Again, throughout this painting I spent the majority of the time mixing colours, and checking them against what Isaw through my colour checker. After the last painting was finished I coated the colour checker with a fresh layer of neutral, mid toned grey. It made it much easier to check the colours.
Staring with the colour on the top surface of the bread board, I laid in a light flat colour with quite thin paint, almost a wash. It seemed to suit the texture of the bread board to use the paint thinner than I would if I was painting a white cloth, my usual support. Also I’ve noticed I’m using the paint thinner now overall. Back when I painted the carrots and squash last November, I was applying the paint very thickly. I did it to make sure I didn’t get too hung up on details. Now I find a better way to do that is to use the biggest brush I possibly can. Small as this painting is, it was almost entirely painted with size 4 filbert and round brushes, with a few details put on at the end with a size 2 and some of the smaller highlights and shadows done with a rigger – a small, long, thin brush usually used for signing.
Here’s the painting about two hours in. I’ve laid in all the background first, and started in on the pepper. I’m working very slowly, matching colours to small areas on the pepper and putting in small dabs, as close as I can get to them to where they are on the pepper. The only large area of colour I put in is the reflected light inside the shadow on the right of the pepper. The colour checker told me that this area was all pretty much the same colour, so I trusted it and put it down.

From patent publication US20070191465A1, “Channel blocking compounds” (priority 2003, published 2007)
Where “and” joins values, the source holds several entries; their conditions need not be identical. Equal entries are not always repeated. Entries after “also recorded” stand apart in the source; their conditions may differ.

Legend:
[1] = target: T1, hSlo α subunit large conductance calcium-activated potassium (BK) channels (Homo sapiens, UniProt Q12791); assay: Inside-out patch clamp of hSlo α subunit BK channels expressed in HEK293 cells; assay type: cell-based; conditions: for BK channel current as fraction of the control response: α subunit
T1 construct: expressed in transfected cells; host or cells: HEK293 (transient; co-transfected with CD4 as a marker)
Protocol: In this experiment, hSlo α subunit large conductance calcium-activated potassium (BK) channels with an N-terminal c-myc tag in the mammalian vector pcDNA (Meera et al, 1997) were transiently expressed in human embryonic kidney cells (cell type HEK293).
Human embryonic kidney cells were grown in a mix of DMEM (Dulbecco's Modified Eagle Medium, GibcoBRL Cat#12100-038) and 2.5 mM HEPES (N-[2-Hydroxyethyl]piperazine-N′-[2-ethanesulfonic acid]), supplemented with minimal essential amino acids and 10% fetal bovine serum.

Yet again, all the way through this painting I was surprised by what the colour checker was telling me. If I’d trusted my naked eye on the colours, I would have got almost all of them too light. In this painting, I was also struck by how little difference there was in tone between the lighter and darker areas of the pepper. No doubt this was largely due to the reflected light from the bread board lightening the shadows. Peppers have very smooth, reflective surfaces so the reflected light in the shadow areas is quite pronounced. The colour checker, unlike the camera, does not lie, (at least assuming the lighting is set up right.)
It pays to trust your eye and put it down as you see it, not as you think it should be. I could see at this stage that the pepper was already starting to live on the canvas, even though so much of it was still left blank.
The rest of the painting went on pretty much like this, slowly and carefully checking colours, then putting them down in small dabs. The pepper painted itself. I had the feeling that I was watching someone else paint, and the painting was coming together before my eyes without me really having to put any serious effort in.
I’m happy with this painting. It’s the sixth one of the ten single objects series, and I think it might be the best observed one yet. The colours are closer I think, and that gives it a stronger feeling of light. It really is all about the light.
I needed this today, because yesterday’s cafe sketching trip was such an unmitigated disaster. It knocked my confidence. I think I know why that was though, I didn’t give myself enough time to slow down to what I’ve decided to call seeing pace, and the drawings suffered accordingly.
Today I worked very slowly. The importance of slowing down enough to see properly hit me like small revelation early on in this painting, so I consciously took my time, made myself slow right down until I had time to see what I was painting. That may seem like a pretty obvious requirement, but today it hit me just how important that really is, and how much I need to slow down if I’m to see properly and not let my eye skip over things and leave my brain to make up the rest. Because my brain is always, always wrong. Almost as wrong as a camera.